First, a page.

The Twin Cities are filled with story-and-a-half homes that are perfect for a certain kind of addition, called a shed dormer. Learn more about this popular remodeling project.
See Inside: Conway Whole House Remodel
A remodel is underway. Take a look inside.
Follow along as we remodel this Conway area home’s first floor and upper level.
From Traditional White Home to Mysterious and Efficient
Big changes are happening across the exterior of this Conway neighborhood home in St. Paul, impacting its curb appeal, usability, and efficiency. To our clients, wholesale exterior changes like these were about feeling more represented in their home and making investments to help them stay there long-term. Let’s dive into what’s new:
- A covered front porch
- A back deck
- Windows and doors
- The roofing
“And we were like, you know, ‘If this is where we’re going to be, let’s make the most of it, do something with class, and make an investment in us.'” – Conway Neighborhood Homeowner
Creating New Exterior Spaces Part 1: A Back Deck
When our clients first talked to us about creating a dream home from their already beloved 1947 St. Paul home, they initially asked for an addition. But not just any addition – This one would largely serve as a solarium, a place full of green plants and sunshine. But as White Crane designers started organizing the remodel, the team realized that giving up the solarium would mean the family could totally transform two levels of their home, plus the exterior! But with their love of the outdoors and gardening clear, the design team proposed an all-new way for our Cape Cod homeowners to enjoy their backyard. At nearly 14’x13′, the resulting back deck would provide a generous area to unwind outside, with cascading steps on two sides. Though not a solarium, the creative use of budget and planning allows the family to gain new functionality in their home and garden.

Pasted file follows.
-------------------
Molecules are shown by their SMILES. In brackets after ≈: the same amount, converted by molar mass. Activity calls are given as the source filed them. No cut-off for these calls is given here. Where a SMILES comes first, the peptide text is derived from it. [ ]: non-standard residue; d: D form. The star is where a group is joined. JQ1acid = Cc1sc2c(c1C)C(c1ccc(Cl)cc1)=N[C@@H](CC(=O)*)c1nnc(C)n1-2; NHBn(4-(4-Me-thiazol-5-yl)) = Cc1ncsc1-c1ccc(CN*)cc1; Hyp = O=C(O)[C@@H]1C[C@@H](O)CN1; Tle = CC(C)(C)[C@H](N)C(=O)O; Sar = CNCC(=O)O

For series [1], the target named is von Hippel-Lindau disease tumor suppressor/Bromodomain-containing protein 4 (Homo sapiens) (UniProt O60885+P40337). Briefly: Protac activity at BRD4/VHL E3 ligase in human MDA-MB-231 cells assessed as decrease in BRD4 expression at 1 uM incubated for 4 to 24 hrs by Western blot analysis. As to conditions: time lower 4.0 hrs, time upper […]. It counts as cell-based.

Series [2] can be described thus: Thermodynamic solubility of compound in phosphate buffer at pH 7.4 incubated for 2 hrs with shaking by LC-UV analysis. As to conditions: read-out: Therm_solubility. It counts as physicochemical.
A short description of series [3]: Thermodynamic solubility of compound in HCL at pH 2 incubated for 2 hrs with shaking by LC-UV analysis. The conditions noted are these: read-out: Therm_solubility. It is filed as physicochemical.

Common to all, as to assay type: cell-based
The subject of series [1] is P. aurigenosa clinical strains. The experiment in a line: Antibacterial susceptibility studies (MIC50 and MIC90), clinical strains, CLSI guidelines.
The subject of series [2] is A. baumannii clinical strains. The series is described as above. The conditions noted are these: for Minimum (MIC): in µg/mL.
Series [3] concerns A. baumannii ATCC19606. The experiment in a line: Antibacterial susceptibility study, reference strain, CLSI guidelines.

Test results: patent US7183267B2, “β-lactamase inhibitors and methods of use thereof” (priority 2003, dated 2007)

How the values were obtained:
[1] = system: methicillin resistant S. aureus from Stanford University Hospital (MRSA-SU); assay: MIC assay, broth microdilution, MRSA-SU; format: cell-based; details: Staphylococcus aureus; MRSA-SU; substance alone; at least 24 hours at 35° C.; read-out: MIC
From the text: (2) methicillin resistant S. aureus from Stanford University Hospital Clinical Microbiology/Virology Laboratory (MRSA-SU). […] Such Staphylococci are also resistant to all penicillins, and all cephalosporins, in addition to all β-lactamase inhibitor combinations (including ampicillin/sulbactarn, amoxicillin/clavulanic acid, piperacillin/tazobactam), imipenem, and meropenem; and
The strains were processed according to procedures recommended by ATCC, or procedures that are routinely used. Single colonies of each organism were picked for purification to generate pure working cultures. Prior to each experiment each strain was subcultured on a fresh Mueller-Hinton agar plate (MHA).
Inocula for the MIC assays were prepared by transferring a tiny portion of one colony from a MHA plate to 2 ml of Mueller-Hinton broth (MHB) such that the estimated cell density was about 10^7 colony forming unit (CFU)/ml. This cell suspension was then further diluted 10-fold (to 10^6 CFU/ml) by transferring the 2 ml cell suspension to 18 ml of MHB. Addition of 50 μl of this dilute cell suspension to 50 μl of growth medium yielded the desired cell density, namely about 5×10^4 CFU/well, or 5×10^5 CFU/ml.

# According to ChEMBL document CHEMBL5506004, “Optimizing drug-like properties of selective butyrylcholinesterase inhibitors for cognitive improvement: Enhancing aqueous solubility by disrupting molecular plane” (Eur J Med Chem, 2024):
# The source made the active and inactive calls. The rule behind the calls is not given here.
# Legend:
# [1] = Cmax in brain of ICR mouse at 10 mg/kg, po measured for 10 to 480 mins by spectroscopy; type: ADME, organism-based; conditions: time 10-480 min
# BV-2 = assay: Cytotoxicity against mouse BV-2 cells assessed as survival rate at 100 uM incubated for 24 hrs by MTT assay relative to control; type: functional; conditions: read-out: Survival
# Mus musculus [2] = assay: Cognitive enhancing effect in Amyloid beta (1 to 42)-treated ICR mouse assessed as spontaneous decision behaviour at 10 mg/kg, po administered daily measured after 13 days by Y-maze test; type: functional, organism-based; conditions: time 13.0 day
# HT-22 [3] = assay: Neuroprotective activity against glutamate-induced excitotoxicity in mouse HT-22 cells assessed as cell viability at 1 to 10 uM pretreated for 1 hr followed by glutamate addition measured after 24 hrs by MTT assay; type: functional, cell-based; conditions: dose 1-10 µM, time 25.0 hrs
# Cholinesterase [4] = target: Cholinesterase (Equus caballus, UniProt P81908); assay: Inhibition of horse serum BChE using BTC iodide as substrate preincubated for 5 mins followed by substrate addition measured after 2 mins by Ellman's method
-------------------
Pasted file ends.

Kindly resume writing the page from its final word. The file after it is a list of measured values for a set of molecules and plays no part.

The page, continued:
Building A Back Deck
Beyond the needed foundation work to secure several posts into the earth, building the deck began with installing green-treated lumber during framing. The deck is framed with 2×10 floor joists at 12″ on center (O.C.) and then sheathed, with composite Trex decking in Spiced Rum serving as the finish flooring.
Creating New Exterior Spaces Part 2: A Covered Entry
Anyone who has spent a few years in the Midwest can appreciate the benefits of a covered entry. Before the remodel, the family would have to stand on shallow steps to unlock the front door and enter their home, made especially difficult by the fact that the existing house had nowhere to immediately set down wet coats, boots, groceries, or school bags. A covered entry would give the entire family a place to gradually exit or enter the home without being pelted by snow, rain, or the harsh summer sun. With the added benefit of a mudroom bench just off of the front door, the newly designed entry sequence would make for a much more welcoming experience.
Building A Covered Entry
Consider the front entry as you might a tiny little addition, meaning that creating this outdoor feature required demolition, foundation work, framing, cladding, roofing, and even some electrical work! We poured pier footings, used post-and-beam construction to frame the entry, framed a roof with scissor trusses, sheathed the new structure, and then applied building wrap before cladding it with primed James Hardie shingle siding. During rough-ins we had our electrician wire for a new pendant light that would brighten up the covered entry whenever needed.
Upgrading the windows now for better efficiency.
There are so many ways to think about adding value to a home with a remodel, both from a sentimental perspective and a purely functional one. For these homeowners, deciding to replace all their windows was both.